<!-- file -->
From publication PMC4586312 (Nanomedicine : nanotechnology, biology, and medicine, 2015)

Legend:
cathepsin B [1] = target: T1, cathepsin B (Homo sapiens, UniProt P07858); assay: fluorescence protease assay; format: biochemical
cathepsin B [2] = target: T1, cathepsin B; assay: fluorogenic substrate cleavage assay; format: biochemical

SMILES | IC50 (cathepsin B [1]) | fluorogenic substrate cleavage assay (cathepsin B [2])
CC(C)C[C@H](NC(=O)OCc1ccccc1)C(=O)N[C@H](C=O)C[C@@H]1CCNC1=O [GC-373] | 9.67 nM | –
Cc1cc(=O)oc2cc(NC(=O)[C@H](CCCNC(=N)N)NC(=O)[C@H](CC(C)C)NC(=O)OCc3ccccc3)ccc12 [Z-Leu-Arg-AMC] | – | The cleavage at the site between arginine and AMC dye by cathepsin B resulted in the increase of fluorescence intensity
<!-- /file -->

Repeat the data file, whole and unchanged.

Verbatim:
From publication PMC4586312 (Nanomedicine : nanotechnology, biology, and medicine, 2015)

Legend:
cathepsin B [1] = target: T1, cathepsin B (Homo sapiens, UniProt P07858); assay: fluorescence protease assay; format: biochemical
cathepsin B [2] = target: T1, cathepsin B; assay: fluorogenic substrate cleavage assay; format: biochemical

SMILES | IC50 (cathepsin B [1]) | fluorogenic substrate cleavage assay (cathepsin B [2])
CC(C)C[C@H](NC(=O)OCc1ccccc1)C(=O)N[C@H](C=O)C[C@@H]1CCNC1=O [GC-373] | 9.67 nM | –
Cc1cc(=O)oc2cc(NC(=O)[C@H](CCCNC(=N)N)NC(=O)[C@H](CC(C)C)NC(=O)OCc3ccccc3)ccc12 [Z-Leu-Arg-AMC] | – | The cleavage at the site between arginine and AMC dye by cathepsin B resulted in the increase of fluorescence intensity